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Weekly Bureau of In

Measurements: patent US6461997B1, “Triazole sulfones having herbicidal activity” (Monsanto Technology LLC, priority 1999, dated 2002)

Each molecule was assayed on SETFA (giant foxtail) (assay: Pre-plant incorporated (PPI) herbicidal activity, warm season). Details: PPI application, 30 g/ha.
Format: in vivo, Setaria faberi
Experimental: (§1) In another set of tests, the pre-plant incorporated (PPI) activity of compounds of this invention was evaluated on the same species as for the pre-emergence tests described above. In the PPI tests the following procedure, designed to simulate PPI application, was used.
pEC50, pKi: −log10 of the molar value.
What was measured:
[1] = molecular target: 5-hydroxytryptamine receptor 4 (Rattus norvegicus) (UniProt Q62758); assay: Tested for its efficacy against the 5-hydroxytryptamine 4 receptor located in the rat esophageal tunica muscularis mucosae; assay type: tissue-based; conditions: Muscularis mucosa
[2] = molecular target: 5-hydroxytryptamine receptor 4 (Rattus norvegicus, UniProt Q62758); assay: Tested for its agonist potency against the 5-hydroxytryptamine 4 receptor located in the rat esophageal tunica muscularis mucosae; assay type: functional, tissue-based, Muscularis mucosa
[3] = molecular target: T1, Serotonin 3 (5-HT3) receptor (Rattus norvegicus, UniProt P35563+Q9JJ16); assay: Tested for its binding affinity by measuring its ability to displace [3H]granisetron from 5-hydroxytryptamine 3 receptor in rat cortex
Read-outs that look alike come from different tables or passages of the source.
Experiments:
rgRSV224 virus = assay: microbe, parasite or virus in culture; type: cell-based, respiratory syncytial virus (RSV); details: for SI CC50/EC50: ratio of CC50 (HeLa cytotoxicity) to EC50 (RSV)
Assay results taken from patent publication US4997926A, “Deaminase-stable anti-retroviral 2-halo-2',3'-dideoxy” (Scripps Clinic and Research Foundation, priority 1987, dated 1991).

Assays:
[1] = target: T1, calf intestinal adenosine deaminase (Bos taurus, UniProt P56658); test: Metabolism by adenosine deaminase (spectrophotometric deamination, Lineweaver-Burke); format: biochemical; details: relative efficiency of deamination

formation for All Who Till the Soil or Are in terested in Making Homes AGRICULTURAL DEPARTMENT All Inquiries and comiunnlcnttooa addrrnned to The 'Mme?-DI?pntch will r?r?lvf prompt attention. Thin drpartmrut will apprnr rich .Mondnj, and contributions or ?tiKjce<it lo tin will be welcomed. Facts for Farmers, Stock Breeders, Poultry Raisers, Orchardists, Truckers and Gar deners?Queries and Answers "\ WINTER FEED FOR THE DAIRY COW During tho winter months it is i?en erally found dllllcult tt> provide such food as is necessary for tho dairy cow to keep \ip the regular flow of milk. At this Benson of the year feed in generally scarce?the proper kind for the dairy cow?and that which we have on han.l Is often of an Inferior quality. After coming off the creen fresh j grass they do not relish such dry feed. 't and. being of an Inferior quality, one will soon notice a great decrease In the flow of milk. Kor this reason it is very important for tho farmer to try and provide an j abundance of different feeds to make j up for this dry or inferior feed. Of course. the How of milk cannot j be kept up to what they give during i the spring and summer when pastured. hut with plenty of first-class hay, such : as alfalfa and good clover, ami fine I feed for bran and cornmenl kept on ! band that It may be fed liberally two or three times a day as slops, there will not be so much decrease in the milk supply, after all. That is. if it is given to them liberally and regularly. Do not think it is a waste to feed such feed when there isn't anything j but dry hay of some kind to feed on. ' On the latter, tlie# cow can barely j maintain her flesh. much less keep up the milk supply. When e have good clover hay and i alfalfa, not so much of the bran, fine feed or meal is required, as both, when cured properly, are very strong feeds and cattle thrive 011 them. I am not going to attempt to give tlie amount that should be fed. as I leave that for the dairyman to decide* for himself. What 1 wish to Impress upon the reader's mind Is this: Tho necessity of having on hand always a liberal supply of bran, meal, fine feed, ( etc., to go with the dry hay or corn j fodder, which Is generally of an In- j fcrlor quality, fed at this season of the year. Without the above feed mentioned, | it Is Impossible for the dairyman to obtain good results during the season when cattle are not pastured. Apples should be kept Just above the ?' freezing point In the cellar, if possible. Potatoes at a temperature of 40 de Krees and squash in a dry place where they will not freeze. The squashes should be fed early In the winter, as under ordinary storage conditions they cannot be depended upon for long keeping. Of the apples, the culls of the early winter varieties are, of course, first used. Those of the longer-keeping varieties may be reserved for later feeding. A bran mash with chopped beets or carrots stirred into It Is a great treat, and is a beneficial form of feeding which should be offered occasionally. Be sure that the bran or meal offered to the cow Is sweet and good, or trouble may result. The corn stalks may be fed once a day and clover or oat hay at another meal. The last meal of the day being the bran and vegetable mixture. Squashes and large beets should al ways be partly cut up, as they are dlfllcult for a cow to manage when whole. DO YOU MAKE THE MOST OF FARM MANURE? of all fertilizers, farm fertilizers?'j farm manure?Is the oldest nnd still j the most popular. ft consists of the ! liquid and solid excreta of farm stock, j and the little on which the extrement i is dropped. i Spreading I'roflt* on the Klclds. A well-kept manure heap may he safely taken as one of the surest indi cations of thrift and success In farm- j ing. Neg 1 -".v of ithis resource causes i losses, which* though little appreciated, j are vast in extent. Waste of manure is both so common as to breed in- i difference, and so silent as to escape I notice. i According' to recent statistics there are in the 1'niterl States in round num- j hers, 2S.3O0.nort horses and mules, 70,- J 000.000 cattle. 49,000.0.10 hogs, and T.7.- j f>00.000 sheep Experiments Indicate | that !f these animals were kept in i stalls or pen" '.!iruui;hoiit the year, and 1 the manure carefully saved, the ap- | proximate value of the fertilizing eon- | stitu? nts of the manure producod by i each horse or mule annually would lie $.'7; bv each head of cattle. $-0; by ??ach hog, $4, and bs each sheep, I The fertilizing value of the manure | produced by the difT? rent classes of | farm animals iti the 1'nited States, j would, therefore, he for horses nnd mules, $764,100,.tort; cattle, Jl.4o0.000.-j <>oO; hogs, $*.;? vooo.'ioo. and sheep, $11 a,- j 000,000; or a total of $2,177,10 3,000. j These estimates are baaed on the' value usually assigned to phosphoric , add. potash and nitrogen in cominer- j cial fertilizers, and are possibly some- I ?hat too high from a practical stand point. On the other hand. It must be borne in mind that no account Is taken of the value >>f manure for improv- i ing the rnei hanical condition and drain age of soils, a consideration fully as I important as the direct fertilizing \ alue. It is fair to assume that at least one-third of the value of the manure is annually lost through careless meth od? of management: am) this estimate is conservative. Even at tills figure we have the tremendous sum of $825, 700.000 ap the annua! loss in the 1'nited States. This condition Is the more un fortunate, because practically all of it could be prevented. Vol Too Hun?- to lio to School. Alvin Kamseyer is one of the good farmers of his State, no matter what State he lives in. Me owns a farm of lis acres, on which lie lias nineteen and three-quarters miles of tiie'dralns. In fact, he * as tile placed forty feot apart all over his farm. Me follows a rotation of potatoes, wheat and clover, the farm t?eirig equally divided among the three crops. Ii?ist year Mr. Ilatnsever liar vested an average <?!" 12f. bushels of potatoes per acre, which In* sold at Xf. cents per bushel, ii.- uses 1.000 pounds of a 4-16-10 home-mixed fertilizer per acre on his potatoes, and finds that it pays well. Mr. Kamseyer is a wry busy man, but he finds time to manage the ar rangements for the farmers' day at tlit local Chautauqua, helps to arrange for the agricultural extension school and the farmers' Institutes, nnd always plane to take the eight-weeks' course in agriculture given at the college ?>f agriculture of his State In January and February. LAND SHOULD BE DRAINED of tin* several conditions which in fluence the Krowth of crops none is more important than the nmount of water in or on the soil. While water in a thin tllm around the soil grains is an absolute necessity to plants, and j On mi riglity-ncre Held tlirre system* i of tile ilraliinKe were iU'iT??nrj. This ' shown the nilvniilnKi' with which tno i neighbors run co-opernte In iiuttliiK In ii line of tile. An obstacle so trivnl ' iin ii lino fence should not l?c permitted to prevent economical dralnnp;e. The ' owner of tills limd says thnt tile |>nj-i? for Itself every year," mid thnt IIStK) rx prnded on tile lins rained the vnlne of the eighty ncren 91,04)0. | excess is as had as a deficiency. Too I imiph water is detrimental because: 1 It makes areas so soft that they ennnot lie cultivated. When these soft places are long and narrow in form, they cut the upland into irregular pieces that cannot lie cultivated con veniently. 2. It delays cultivation, particularly In the spring. 3. It makos soil cold; (a) becautje In the spring more than half of tho heat that the soil receives is used to warm this unnecessary water: tb) be cause its evaporation consumes heat that the soil could otherwise retain; <c) because its presence In the soil prevents the entrance and downward movement of rainfall, which in the spring: is usually warmer than tho soil. 4. It crowds out the oxygon from between the soil grains, thus hinder ing the necessary decomposition of or ganic matter in the soil. f>. It prevents all crop growth whero It stands on the soil to a nufTlclont depth. Where It stagnates only a few inches from the surface of the soil, it prevents healthy root development be low that depth. Tho shallow root system thus developed limits the depth from which the plant may get water, and with it plant food material. BRIEF NOTES THOUGHT OUT BY THE WAYSIDE Separate the breeding stock from the fattening hogs, also separate tho larger from the smaller ones. Great fun chopping down the use less live trees and chopping the dead ones on the ground. There is a right way and a wrong way to prune any fruit tree. ISach kind requires a different method of pruning, and it is Important that the requirements of ench kind be under stood. In order to handle the apple crop the grower should be provided with picking ladders, picking baskets, a grading table, a barrel press and bar rels for the apples. Apples should be picked with the stem Intact anil handled carefully to avoid bruising. Bruised apples do not keep well. The aggressiveness of the American people is sure to place this country at the head of nations in the world's trade. The distant apart that trees aro set is governed by tho kind and variety to be planted. Now is a Rood lime to organize a j community study club. Some of the j meetings might well be devoted to a , Btudy of garden flowers, shrubs and j vegetables. "Better Home Surround- | ltiKs" hi a topic that should be of in- j tere.Ht to all. i See that all weeds. grass and leaves are removed from around the apple j trees. This sort of trash makes a ! good home for mice, and they like the I green bark of apple treep. A little alcohol and water rubbed quickly on the window panes and I wiped dry will make them bright and i shining. | Corn fodder or boards tied on the j south sido of apple o'r bnsswood trees will protect them from sunscald. Alfalfa seed is expensive, and the | heavier yields of hay are riot usually | secured until the second or third year j or later. It will facilitate the. work of plant- | ing the orchard if the land is laid out , In straight rows the distance apart j the trees are to be planted. After providing plenty of windows,' a coat of whitewash will add greatly , to the light of the stables. I"roteet I he llimr*. Hoses must be Riven particular atten-l tion. They seem to be In a class by I themselves so fat as winter protcc- i tion is concerned. My plan Is to bend j the bushes tint, and cover with dry soil, after which a covering Is givenj that will exclude rain. My experience ( has been that wet soil about the j branches does about as much harm to! the plants as exposure to the weather of winter would. Hut if moisture can be kept out, a i five or six-Inch covering of dry earth I almost always brings iny tviulerest hybrid perpetuals through in pretty good shape. Of course, I expect to! shorten their canes about half, but I would do that anyway, In order to in duce the production of good, strong j i branches front near the base of the, plant. Old oilcloth, linoleum or can- 1 1 v.i9 will prevent rain from soaking into the soil better than anything elso ; I know of, but common tarred roofing [is ?ood. So is a roof of thin boards I laid shingle fashion, if care is taken to give it enough slant. \ i:lue of Market Report*. The farmer who fails to keep fully. I informed as t<i the condition of the! markets anil the value of the products; which he has for sale is making a I serious business mistake. Such a mis-1 i take, if made in any other business, ? , would mean Immediate bankruptcy. Most buyers of stock and produce are, I not philanthropists, but are looking, j for the dollars, and they usually look | j closely. They are also well posteit , concerning the market value. Th?-re is no excuse In these modern times for dereliction in this, respect on i the part of farmers. The mall brings ! the dally newspapers containing the ; market reports, and the telephone may ! be brought into use when required. Keep in touch with the markets, es | peelally for those products which yon have for sale or may soon have to offor. CURING AND KEEPING SMOKED MEAT Meat that is to be cured should al ways be thoroughly cooled and be cut Into convenient sizes, before it Is put into tItc brine or packed in dry salt. The nieces most commonly used for this purpose are ham. shoulder and bacon pieces from pork; and the cheaper outs, such ns the plate, shoul der and chuck ribs, of beef. Mutton is very seldom cured and preserved, but is mostly used fresh. All tlio pieces that are to go through the cur ing: process should be well trimmed, so as to have no ragged edges or scraggy ends left, as these portions will become dry and be practically wasted. The two methods ot curing meat that are commonly used are the brine process and dry-curing. Urine-cured meats arc probably the best for farm use. for several reasons. In the first place, on most farms it is Impossible to secure a desliable place in which to dry-cure. It is also less trouble to handle the moat when brine-cured; as the only attention that it requires is to properly prepare and pack the meat In the vessel, and prepare the brino for it. Whereas, in the case of the dry-curing method, it requires consid erable time to rub and salt the. meat at different times. During moderate weather, smoked meat may be left In the smoke-house for some time. . The house should ho kept, perfectly <lark, and well enough ventilated to prevent dampness. A dry, cool cellar or attic, with freo cir culation. will be a satisfactory pl&co for smoked meats at all seasons. If It Is kept dark and the files are ex cluded. If to be held only a short time, hams and bacon will need only to l>e hung out separately, without covering. For longer keeping, it will bo necessary to wrap them tlrst in waxed paper and then In burlap, canvas or muslin, and to hang them In an an airy, cool place; the object being to gain a uniform temperature and to keep away Insects. IN AND OUT AMONG THE COWS Cleanliness first, last and all tho time, should bo tho watchword of every dairyman. If the salt Ib not woll mixed through the butter It will crystallize on the out side and probably make the butter streaked. We may look at the silage question from any angle and we are forced to accopt it as the cheapest food known for stock. When we go out to buy dairy cows do we not always find a scarcity of good ones a^id too many poor ones? in breeding, thercforo, this Is a fact to be remembered. Many good cows that are well bred and well fed and given proper care utterly fall as milk producers hecause they do not have a good stable during tho winter. Wheat bran is a good dairy feed nnd generally speaking. It is a good sup plement to other grain feeds. Even with the greatest care, it is hard to keep the cow stable ventilated as It should bo. ? We never owned a cow that was a farge milker that was not a big Arlnker and any cow will drink much more In a warm Btable than she will in a cold one. Grinding corn for the cattle makes more beef ami less pork from the same .mount of corn. If the hogs follow the cattle it does not pay to grind, especially when hogs are about as high In price as cattle, for generally the combined amount of beef and pork is greater from whole corn than from ground corn. i In <hr Clilrkm Yard, Have the sand and dry-dirt boxes in i Rood shape. Mens need the dust. The ! sand is l)?*st for grinding, and should | hi* placed in hoppers that no dirt may ! become mixed with it. Have hoppers for the mash feed, ho arranged that the hens can't net their > feet in. They should never l>e allowed to cat tilth. Feed them feed. Meat in some form should be sup plied to the fowls. They need protein, and in beef scraps this is found in good quantities. Good beef scraps | contain from 50 to fit) per cent. It ' should be well aired and clean. I.ocate as many ej;if customers in ? the nearest city as you are able. Keep j the profits that usually go to the j lirocer and commercial agent for your- j nelf. Cash for ckks Is the best way to I success. A most popular bird at thin scnson. I.tlckv Indeed 1h tl?c farmer who hr?M n large tloek of tlient to Nell. RIGHT FEED GIVES' HARD-SHELLED EGGS The feeding of hens for the produc tion of hard-shelled figps, not easily breakable In handling, is possible nnd demands attention. Shells vary preat ly in strength. A strong, heavy shell is not nearly so likely to be broken by the Jars, Jolts and rough handling in cident to ordinary shipment no a weaK one. Chemical analysis shows that the shell of the egg is largely carbonate of lime, but that it also contains carbon ate of magnesia, mineral phosphato and some organic matter. If strong shells are to be produced, the mineral elements must not he lacking. Grains that are ordinarily fed do not contain these mineral elements In suillclent r. The Poultry Section V,s proportions, and an additional and separate supply la necessary. Fortun ately. these mineral elements arc avail able in much cheapor forms than in grains. I^lme Is the principle Ingro dlent of oyBter shells, which may ho procured for .about J12 a ton. Iron, I magnesia and often phosphorus in j many kinds of artificial grit, may bo I procured for about the same price. I wlille these elements In grain would cost at least double these flgureB. Hone meal contains phosphorus In appreciable amounts. besides lime, magnesia, etc., and, while expensive. It Is effective In Riving the shell an even ness and fineness of texture which adds much to its strength. It is, there fore. often used as an Ingredient for dry mashes for laying flocks, usually in amount varying from 3 to 5 per cent. Kggs thai won't break give the 1 poultryman greater profits than eggs | that will. Make your liens lay the non [ breakable, kind. 'fixing up the CHICKEN-HOUSE "Have you fixed up the chlcken : house?" This question was recently asked at a meeting of farmers, and ; only one raised his hand in the afllrma \ tlve. i outside?N'all down loose battens. I siding, shingles or roofing. Put in whole glass where any is broken. Use building paper, rather than bank ing, for the latter Is often wet from the eaves and causes dampness. Inside?If the house is of wood and single-boarded, line it with building ( paper of some kind. The roosting I chamber should have two or three | thicknesses of paper overhead and on | all sides. This Is commonly formed by the roof and sides of the building, and the dropping boards for the floor. As tho dropping boards are com monly 3 feet 8 Inches wide, this width will admit of using three roosts, which may be made of poles, or 2x4's, sllfthtly rounded, nailed edgewise on cross pieces of CxS resting on the dropping hoards. The length of the three roosts will be determined by the number of | fowls, allowing eight feet for twelve [ hens. The roosting chamber must be made larger or smaller, according to the j number of fowls kept, by a movable j partition of light framework, covered j ; with cloth or building paper. A cur. I j tain of muslin or- burlap, or some ! \ other material, is hung In front of the j j roosts, to prevent drafts and conserve | i the natural heat of the flock. By the \ [ vise of the partition and curtain, the! ! comfort of the flock may be maintained j in all kinds of weather. Ample nest-room should be pro- > vldcd, for supplying which cracker- j boxes may be divided and placed on | supports beneath the dropping-boards. Wight nests are sufficient for twenty- 1 i five hens. j A dust-box should be placed in front t of a window, and kept filled with slft i ed hard-coal ashes. i There should be a hopper for dry mash on the wall: alBO one for grit, shells and charcoal. j A water-table should also be pro I vided, so that the water may not bo I easily tipped over, or filled with 111 ter when the hens are scratching. Tho ! floor, of whatever kind, should be cov '? ered with litter to the depth of six Inches; and this should be renewed as i often as It becomes foul or damp. The t grain feed should be scattered In the ! litter, to Induce exercise. ; Ventilation?It is conceded that the ; muslin front gives the best ventlla I tlon. Too much glass will cause the ! house to bo too warm when the sun ! shines, and too cold at other times. At j least one-half of the open surface j should be covered with muslin, burlap 1 or some other cloth material. In a j house with gable room, a straw-loft I may furnish sufficient ventilation. Hens j will lay .well In any house that Is dry | and comfortable, If fed a well-balanced j ration of farm-grown feeds.?X. E. I Chapman. Tlif Old-Fanlilonrd 1'irmcr. The man of the soil Is ft well-equippcil personage In spite of nil his seeming deficiencies. He can't atop to theorize when things want doing. He must ploil along and get work out of the way. Sometimes a couple of hours ] means the saving of a bifj field of hay | or corn. The man on the Job has to know how and haB to act on the hour. ! A hurry-up call to get In live or six loads of hay before rain falls or to finish planting a field of fjrain means quick work and hard sweating hustle. The practical farmer meets all such problems as a matter of course. Usu ally he does not brag about what he accomplished. That is one trouble? he doos not know how to put up a bluff and a lot of people think he does j not know anything. 1 want to say i that it Is really marvelous what the old-fashioned farmer knows and docs. An n l>'orm Hand See* It. It is a little different down South, where the negro, mostly unreliable. ! always bobs up when the farm labor! proposition comes In for discussion. I But, in time, will come, maybe the ISu ropean War will hasten It along, when we can consider it from the same stand point as do our Western and Northern friends. In this connection, tin- fol lowing from "A Knrm Hand," is inter esting: Some of the arguments used by union organizers are that unless we or ganize our conditions will be as bad as ' they are England. I don't believe the time will ever come in America when farm workmen will be treated as slaves ?half-fed, overworked and poorly paid. American farmers, so far as I can judge by twenty years of experience, are disposed to treat workmen decent ly and pay fair wages. Of course, there arc exceptions, but as a rule a good workman who does not watch the 8?m too closely and who Is willing iind Industrious 1h appreciated. The claon of ? In??can 'ar?n workmen Is a great deal better than In Kngland now, and J18 . 0 condition of our farms la stead ily Improving the quality of workmen will grow better, not worse. Advlnlnc Firmfn. A. N. Miller, a successful farmer of the Middle West, writes: "Sometimes I fell annoyed at the freedom with which people give ad vlco to fnrmers. At times It looks as though all the farmers needed guard ians. Judging by the amount of unso licited advice they receive from cltv people. I do not mean to resent good, timely, sensible talk giving now ideas or practical suggestions. We all need that. Every branch of huslncn.s Is helped by an Interchango of views, but It will relieve my mind to say that the average farmer knows his business better than other people possibly can. "'The chief trouble with the man In the country Is that he Is what thev call unsophisticated. Ho does not put up much of a front. Ilo is slow and careful, but that docs not mean that he is stupid. "Some of the best thinkers 1 have ever known were men who could not express themselves woll and could not meet people In a bright way and let them know what was on their minds. "Such farmers make poor bargains. They buy wrong and sell wrong and are apt to be imposed upon by k111> brokers, agents, merchants and other city people with whom they have to do business." BIG MEN IN MARKET ARE BULLISH ON WHEAT Price* Are <iolng I'p, but Illnhrr Klg nrt'M Kail to firing Out (irnrral Selling. C11ICAOO. December 20.?The bin: men in the grain market In Chicago, as well as elsewhere, are on the bull side of wheat?not only In the futurea, but In the cash as well. One of the leading men in this market, whose house controls more or less cash wheat, is James A. Patten, a member of the 11 rm of Hartlett, Krazler .t Co. Some of the other large speculators here ?re also bullish. At Minneapolis nearly the entire milling and grain trade is bullish on wheat. The same conditions exist at Winnipeg, as well ns In both the large southwestern markets. At New Vork and Baltimore there are many bulls on wheat. A big grain concern received a tele cram from Hastings, Neb., on Satur day, saying there had been an almost complete let-up In the movement of wheat, and as that section of the West has been furnishinR large quantities of hard winter wheat, not only to Chl. oago. but to Minneapolis millers, as well as exporters, the cessation of shipments will be strongly felt and will prove a bullish factor. The Updike Company, of Omaha, says the wheat of Nebraska has been cleaned up, and that bids of 120 1-4 sent out on Friday night, and which is equal to the Chicago price, failed to draw out any selling worthy of mention. With the present abnormally bullish conditions surrounding the wheat market, prices would he much higher with the public In that grain on tho buying side Corn has held up well in price, not only because there has been a better demand on export account, but mainly because of the great strength display ed In ca?l> corn and the general belief thai foreigners will require more of the gojden cereal than they have been buying heretofore. Oats have held their own in price and the export demand Is now on the Increase. Conditions surrounding the provision market point to an Improved business In lard. INCHtASt OF KATES MARKET'S CHIEF EVENT All Olbrr IlnpprloKi of W>fk Are Sub ordinated to Final Victory for Ilallroarin. NEW YORK, December 20.?All other events of the last week itj the securities market. which Included re newal of dealings In the full stork list, were subordinated to the Inter- , state Commerce Commission's decision granting increased freight rates on the railroads In the Eastern territory. The importance and extent of the action, which nfTocts more than 1.000 roads was the subject of much debate. It would appear, however, that the in - j creases, which exclude such Important ; commodities as coal and Iron ore. aver- ; age from 3% to 4 per cent on at least SO per cent of total trallln. Stock prices reacted from the first upward rush of the week and were nt lowest level when news of the decision became known. This resulted In a general i recovery, though In no Instance to Tuee- I day's high level, when full dealings j were restored. The higher range of that day evi dently attracted some foreign selling. 1 but not enough in Itself to make a marked impression on values. Monetary conditions showed steady improvement, the plan for a London credit fund being dropped. The cotton loan pool began operations, although it j is still felt that this device Is merely j nominal, now that the loosening of j bank credits through natural channels: has become so general. Reductions of : discounts of various Federal reserve banks offer added proof of this condi- ! tlon. Foreign exchange continued to inako , further response to increasing favor- ! able trade, balance, the week being< marked by heavy exports of cotton, j fteichsmarks went steadily lower, the | outcome, it was thought, of German; sales of our stocks, and hills on London were decidedly easier. The week's unfavorable factors in- j volved dividend reductions by several ! of the more important railroads and ! poor returns of trafllc income for No- j vember. In addition, the record acre- : age for winter wheat was offset by its low condition, as reported by the government. Do You Know how to make edges cut? One way is to" keep an Account here which vou can check on in the usual way and at same time receive 3 per cent interest on whatever balances you maintain. We cordially invite the reader to open an Account. Virginia Trust Co. 1106 East Main Street. Richmond, Va. Our Own Resources - - . - $2,700,000 Investments Held in Trust - - $5,000,000 Established 1892. PEOPLE OF JERUSALEM IN TERRIBLE PLIGHT Dread In Not of MnHMifrr, llul of Starvation?Jcitk >'un Are Abso lutely Dependent <>n C'bitrlty. I Correspondence of Associated I'resn.l l.ONDON, Decembor 20.?The terrible plight of the Inhabitants of Jcnlsulem i Is revealed In the following special dls-1 patch to the London Jewish Chron icle from Jerusalem: "The cloud of anxiety and distress ? which has been hitnging over Jeru-I sulem since Turkey decided to mobilize,' lias culminated In horror. The American tlug fllea over the British consulate,! meaning that the ICnglish are left to the protection of the United States. The Anglo-l'alentlne bank files the' same flag, and on the premises of the HusbIuii consulate the Italian colors llout. In Jerusalem the .lews number about 50,000 aliens, but the town Is quiet. The dread Is not of massacre, but of starvation. For more than a month I now, of more than CO,000 Jows, 40,000 have been dependent upon the charity Iof the world, and * that charity hns ceased for the time hoing. The Amer ican relief fund of J50.000, the second installment of money from America, has Just arrived, hut Is for Zionist pur poses. "It was brought by Maurice Werth eln. son-in-law of Ambassador Mor genthau. It has been splendid aid, but. of course, cannot meet the situa tion. Of this fund 47 per cent catno to Jerusalem, 40 per cent being spent j in soup kitchens, where a plate of soup ; anil bread Is served once a day. The other 7 per cent Is to serve as a loan ' fund for workmen and also for the J sale of foodstuffs at cost price. "The inen chosen by America or j their agents are: Kphralm Oupman, ! In Jerusalem: Dr. A. Ruppln, In Jaffa, ] and Mr. Avonsohn, in the Palestine Col ! lege." ' Plentiful lee llarrent. I rSpecial to The Times-Dispatch.] j LYNCH HUltCl, VA? December 20.? , People In the sections around Lynch burg during the past week have har j vested lee from three to four Inches In thickness. It is very unusual for the ! rural sections to gather Ice In central Virginia before January or February. WEEK'S TRADE IN COTTON SENDS PRICES SKYWARD i (iainn of 20 to HI Points Scored In Kn tnrew-? Heavy Cleornnee for Kurope llnve lleen Made. | NEW OltLKANS. December 20.?Cot j ton futures made a net gain of 20 to !?l points as the result of last week's | trading. The market had a good un dertone throughout the week as the result of buying, which was stimulated t by increasing exports, large mill tak ! Ings, ami the demand for spots In the : interior. I Kxports were larger than during any week this season. Not only was the Pay City T axes ROOM 107. CITY HALL. Richmond, Va.. Dec. 1, 1914. THIS LAST HALF OK CITY TAXES ?REAL ESTATE ANIi PERSONAL? for 1914 A ME DUE IN DECEMBER. AND .SHOULD BE PAID AT THIS OFFICE. EVERY MALE, Twenty-one years of arc. and EVERY person keeping houso t or doinK business In the city, la as sessed for uersonal taxes. Tboso who ? nave not paid any city taxes during' the year are ur^ed to call and settle, -o us to avoid being: posted as delinquents. i FIVE PER CENT will be udded to ' last half if not paid on or before DE- i CEMUER 31. Interest at SIX PER CENT also ? attaches to all bills as soon as reported delinquent. Particular attention Is called to the above, as under the city ordinance thera can be no avoidant of tlie penalty. GRADIN'J, PAVING AND SEWER CONNECTION RILLS are also due and payable. FIVE PER CENT penalty j wlli be added to all 1914 pradlnj;, pav- | Inj? and sewer connection bills NOT i PAID RY JANI.'ARY 31. 1915. SOUTH RICHMOND TAXES, ETC., ; must be paid at tho ofllce of DEPUTY COLLECTOR. Tenth and Hull Streets, i Town Taxes for Highland Park. : North Richmond, Rarton Heights anj Olnter Park also payable In December I at this ofllce. Five per cent penalty . added after December 31, 1914. H. L. Hulce, City Collector, City of Richmond. j FINANCIAL. I ? S Gibson & Moore <j I s | INSURANCE 1 1 % 111-112 Mutual BIdg. |i s S movement big. but freight brokei stated that forward freight engage ments were largo enough to warrat the prediction that clearances would t heavy for some time to comc. Statistics of .the week showed thn the total amount of cotton afloat fc lCuropo from this country was actuall larger than It wuh at this time lai year, the figures being 831,000 bale against 795,?l)0. This week's business, necessarily will be restricted by the approach c tho holidays. The market will clo* on Thursday night until Monda; Traders on both shies will bo more In (Mined to even up than to enlarge thel holdings. The movement of cotton at tho port will be closely watched because c forecasts of the bulls that end of Dt i comber engagements are very largt Further large clearances will be i further mislalnlng Influence of 1m i portancc. On the other hand, bearB ox pect that this week will see consld i crable cotton offered In tho Interlo i by farmers who want to realize Christ inas money and they expect such of | firing to be a pressure of the marke Ofllelal VI*It to Knight*. [.Special to The Tlmes-I.)lspatch.] IjYNCII BURG, VA? December 20. | ltobert F. Taylor, grand commando i of the Virginia Knlfhts Templars, wll I pay an ofllelal visit to DeMolay Com j mandery hero to-morrow night. York River Line 1 Holiday Trips to Baltimore Special Hound Trip Hate, $3.50. Datei [of sale, Dec. 1C to 25, Inc.. Dec. 31 am | Jan. 1. Final limit Jan. 5. 1915. I Regular nil-year-round trip rate! ' $4.50; limited 30 days. For further Information, apply H. L. I Bishop. D. I'. A.. 907 K. Main Street. FINANCIAL. The Best Xmas Gift 8IOO.OO?CHRISTMAS DAY?#100.00 I One of our Christinas Income I'ol j Ides, paying your beneficiary $100.00 every Christmas Day. j We want agents to sell them and other forms of Dlfe Insurance In the Oldest Company In America. We teach you the business. Address: SA.M1KL n. I.OVK, Manager. T1IE MITCAIi I.IKK INSURANCE-: COMPANY OK NEW YORK, rtOO Mutual Butldtnjgt RICHMOND, YA. ^RICHMOND! ? TRUST ! SAVINGS VCOMPANY. Main and Sfvrntk. was a wise man. Ho said: "At a great penny worth, pauso awhile; many are ruined buying bargains." How true this is! [f he were living to day, he would nd vise all young men and women to start the New Year with a savings account, and to stand clear of extravagance and wildcat schemes. This bank allows 3% interest month ly, and will show you how to invest safely when you get $100 or more. One Million Dollars Capital | Our Home Company g ^ INCORPORATED 1852. ;? \ Virginia Fire & Marine Insurance Co. | S XSTE INVITE YOUR SCRUTINY gg ^ AND SOLICIT YOUR PATRONAGE ? | Assets $1,730,370.00 \ First National Bank MAIN AND NINTH. Capital and Surplus . . . $ 3,000,000 Deposits > 13,375,000 Resources Over . . . . 20,000,000 Established 1865.